By Cyril Tuohy
Aging personal financial advisors salivating over the sale of their practices may want to step back, pause and take a deep breath: there’s a lucrative future in the sale of their business, but the financial Promised Land isn’t here just yet.
Only 5 percent of advisors say they plan to retire or leave the industry in the next four years, according to research by Cerulli Associates.
The real action will come in five to 10 years when 27 percent of advisors plan to retire, and in 11 to 15 years when 16 percent say they plan to make their final industry exits, according to Cerulli.
“The next few years appear to be the calm before the storm,” Cerulli analysts wrote in the latest issue of the Cerulli Edge Advisor Edition.
For now, though, many financial advisors appear to be jumping the gun with somewhat inflated expectations around the value of their businesses.
Kenton Shirk, an associate director at Cerulli, said that on average advisors believe their practices are worth 2.8 times total revenue. “For those advisors who actually purchased a practice within the past 12 months, the average revenue multiple paid was 2.2 times revenue,” he said.
A retail advisory shop with revenue of $1 million would sell for $2.2 million, for example, even though an advisor might think his or her firm was worth $2.8 million.
Insurance advisors, who perceived the worth of their businesses at 3.2 times total revenue, harbored the most inflated expectation of the value of their business, according to the Cerulli report.
Bank advisors were next with 2.9 times total revenue, followed by registered investment advisors (RIAs) with 2.8 times total revenue, wirehouses and independent broker/dealers with 2.6 times revenue, regional broker/dealers with 2.4 times revenue and, finally, dually registered advisors with 2.4 times revenue, the report said.
Nearly two-thirds of independent advisors said they are interested in buying a practice, the Cerulli report found. Of those, 35 percent said they are not actively searching for buying opportunities, while 31 percent said they were searching for acquisition opportunities.
For every advisor who bought an advisory practice in the past 12 months, nine others wanted to buy one, Shirk said. Traditional laws of economics would thus appear to dictate higher prices for every sale, but Shirk identified “downward pressure on multiples” leading to an average sale price of 2.2 times revenue.
Practices heavily weighted with older clients and with retired clients who have higher demands on asset balances to pay for living expenses are two metrics that sellers will need to pay monitor closely if they want to extract the highest possible price for the business.
With 31 percent of advisors age 55 and older, and with 45 percent of clients of advisors over the age of 60, many advisories may not be as desirable as they would appear since older clients are less attractive as a way to generate future cash flows.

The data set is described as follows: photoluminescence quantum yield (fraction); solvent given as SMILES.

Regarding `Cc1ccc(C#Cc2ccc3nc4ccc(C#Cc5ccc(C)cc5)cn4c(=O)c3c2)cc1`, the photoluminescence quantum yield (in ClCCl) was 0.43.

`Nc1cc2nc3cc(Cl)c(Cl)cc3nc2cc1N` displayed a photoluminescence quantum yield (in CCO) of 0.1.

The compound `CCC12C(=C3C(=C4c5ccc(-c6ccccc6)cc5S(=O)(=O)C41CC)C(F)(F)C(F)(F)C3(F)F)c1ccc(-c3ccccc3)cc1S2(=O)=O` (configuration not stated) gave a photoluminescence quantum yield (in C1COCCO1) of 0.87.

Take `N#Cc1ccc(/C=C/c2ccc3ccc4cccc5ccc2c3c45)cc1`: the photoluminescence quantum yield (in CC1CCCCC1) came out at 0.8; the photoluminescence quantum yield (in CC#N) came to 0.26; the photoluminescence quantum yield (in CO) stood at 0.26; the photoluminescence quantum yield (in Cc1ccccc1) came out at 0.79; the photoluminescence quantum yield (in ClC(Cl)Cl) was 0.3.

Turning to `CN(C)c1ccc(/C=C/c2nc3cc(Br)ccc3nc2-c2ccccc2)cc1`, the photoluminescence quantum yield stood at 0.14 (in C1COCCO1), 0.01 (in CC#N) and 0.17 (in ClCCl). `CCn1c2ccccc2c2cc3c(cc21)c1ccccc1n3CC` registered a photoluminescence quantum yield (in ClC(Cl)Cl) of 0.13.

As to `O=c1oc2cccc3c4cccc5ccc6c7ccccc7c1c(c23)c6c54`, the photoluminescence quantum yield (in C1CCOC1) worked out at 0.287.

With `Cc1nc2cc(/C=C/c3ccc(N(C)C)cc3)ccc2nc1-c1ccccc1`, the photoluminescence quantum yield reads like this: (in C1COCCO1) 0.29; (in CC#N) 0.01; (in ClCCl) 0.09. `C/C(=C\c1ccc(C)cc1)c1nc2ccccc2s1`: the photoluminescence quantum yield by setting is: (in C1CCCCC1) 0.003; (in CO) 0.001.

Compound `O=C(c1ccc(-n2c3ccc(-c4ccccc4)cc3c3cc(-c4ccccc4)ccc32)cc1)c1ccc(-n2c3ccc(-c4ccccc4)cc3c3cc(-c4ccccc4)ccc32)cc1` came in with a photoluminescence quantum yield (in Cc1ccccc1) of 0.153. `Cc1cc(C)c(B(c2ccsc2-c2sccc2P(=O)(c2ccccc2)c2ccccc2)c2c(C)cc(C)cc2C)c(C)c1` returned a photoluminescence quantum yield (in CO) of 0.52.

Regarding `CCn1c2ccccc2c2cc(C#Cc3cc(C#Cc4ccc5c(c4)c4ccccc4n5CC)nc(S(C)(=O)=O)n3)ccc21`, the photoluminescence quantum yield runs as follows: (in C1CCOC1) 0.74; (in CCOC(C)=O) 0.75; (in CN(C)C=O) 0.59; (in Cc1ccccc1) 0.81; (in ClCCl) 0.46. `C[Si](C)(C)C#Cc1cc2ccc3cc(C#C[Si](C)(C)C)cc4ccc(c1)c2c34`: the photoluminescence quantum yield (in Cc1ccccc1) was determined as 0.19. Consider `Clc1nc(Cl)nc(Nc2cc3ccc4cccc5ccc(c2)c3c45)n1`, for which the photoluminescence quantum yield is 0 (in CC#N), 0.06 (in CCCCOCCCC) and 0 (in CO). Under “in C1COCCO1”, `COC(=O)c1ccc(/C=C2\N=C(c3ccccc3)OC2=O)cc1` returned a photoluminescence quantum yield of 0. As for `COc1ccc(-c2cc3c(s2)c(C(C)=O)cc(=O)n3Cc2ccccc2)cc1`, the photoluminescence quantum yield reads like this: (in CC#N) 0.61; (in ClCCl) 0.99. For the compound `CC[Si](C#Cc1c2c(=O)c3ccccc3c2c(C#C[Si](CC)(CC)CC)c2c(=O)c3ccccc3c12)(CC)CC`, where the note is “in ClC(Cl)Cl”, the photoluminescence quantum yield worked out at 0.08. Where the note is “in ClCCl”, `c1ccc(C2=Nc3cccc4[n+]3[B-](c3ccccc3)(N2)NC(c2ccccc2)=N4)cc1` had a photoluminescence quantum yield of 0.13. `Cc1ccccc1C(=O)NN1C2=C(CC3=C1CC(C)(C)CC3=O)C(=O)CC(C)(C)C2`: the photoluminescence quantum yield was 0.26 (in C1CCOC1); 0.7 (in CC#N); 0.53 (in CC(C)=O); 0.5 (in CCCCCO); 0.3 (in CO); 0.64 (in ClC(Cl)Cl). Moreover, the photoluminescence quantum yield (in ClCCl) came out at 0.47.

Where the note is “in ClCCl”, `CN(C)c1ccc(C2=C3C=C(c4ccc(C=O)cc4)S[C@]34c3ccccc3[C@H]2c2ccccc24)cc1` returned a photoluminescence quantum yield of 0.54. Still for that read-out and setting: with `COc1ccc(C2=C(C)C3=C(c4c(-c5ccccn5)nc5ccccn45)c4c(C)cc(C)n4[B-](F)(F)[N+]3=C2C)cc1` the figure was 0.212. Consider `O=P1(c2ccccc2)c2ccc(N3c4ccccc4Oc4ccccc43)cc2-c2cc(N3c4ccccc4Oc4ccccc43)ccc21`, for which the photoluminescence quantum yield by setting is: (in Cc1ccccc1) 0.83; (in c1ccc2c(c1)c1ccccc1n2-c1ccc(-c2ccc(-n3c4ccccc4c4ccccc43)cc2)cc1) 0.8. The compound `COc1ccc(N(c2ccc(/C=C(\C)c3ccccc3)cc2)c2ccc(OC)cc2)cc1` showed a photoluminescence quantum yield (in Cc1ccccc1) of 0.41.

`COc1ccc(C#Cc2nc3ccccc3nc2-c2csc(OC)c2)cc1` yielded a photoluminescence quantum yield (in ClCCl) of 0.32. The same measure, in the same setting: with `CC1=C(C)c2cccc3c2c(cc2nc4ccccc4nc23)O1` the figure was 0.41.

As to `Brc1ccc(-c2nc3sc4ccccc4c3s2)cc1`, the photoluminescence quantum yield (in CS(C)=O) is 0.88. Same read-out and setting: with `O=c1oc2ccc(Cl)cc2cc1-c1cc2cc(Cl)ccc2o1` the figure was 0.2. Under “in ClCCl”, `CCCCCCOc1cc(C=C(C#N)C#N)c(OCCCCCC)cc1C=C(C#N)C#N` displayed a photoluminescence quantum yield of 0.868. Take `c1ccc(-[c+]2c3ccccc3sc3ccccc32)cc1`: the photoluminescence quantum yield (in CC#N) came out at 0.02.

From a seller’s perspective, “future buyers may be reluctant to bid on a practice that does not include a healthy mix of ideal clients, and that fits squarely into the buyer’s long-term strategic vision,” the Cerulli report said.
Advisors looking to sell their practices in the next five to 10 years need to build relationships across more than one generation with the families of clients they already serve. That will plant the seeds for the successful future sale of their advisory as buyers look at the stable of younger clients they can tap.
Waiting four or five years won't hurt either as more sellers enter the market with the retirement of long-time advisors.
Unlike a factory or a piece of real estate, advisories have little or no tangible products or assets. Instead, buyers pay for the future cash flows of the business. This makes valuing an advisory especially challenging.
Revenue multiples were the most commonly used way to value an advisory, with 71 percent of advisors who bought a practice in the past 12 months using this method, the report found. However, using this method runs the risk of ignoring the “quality” or the concentration of the client base.
Other methods included valuation by a third party, assets under management, discounted cash flows based on financial projections, and earnings multiples based on metrics other than revenues.
While discounted cash flow methods are less common in valuing an advisory, discounted cash flows are more technical and offer a more accurate picture of an advisory’s future earnings. But their scarcity in evaluating financial advisory practices “reinforces the casual nature in which many advisors enter deals,” the report said.
Cyril Tuohy is a writer based in Pennsylvania. He has covered the financial services industry for more than 15 years. Cyril may be reached at firstname.lastname@example.org.
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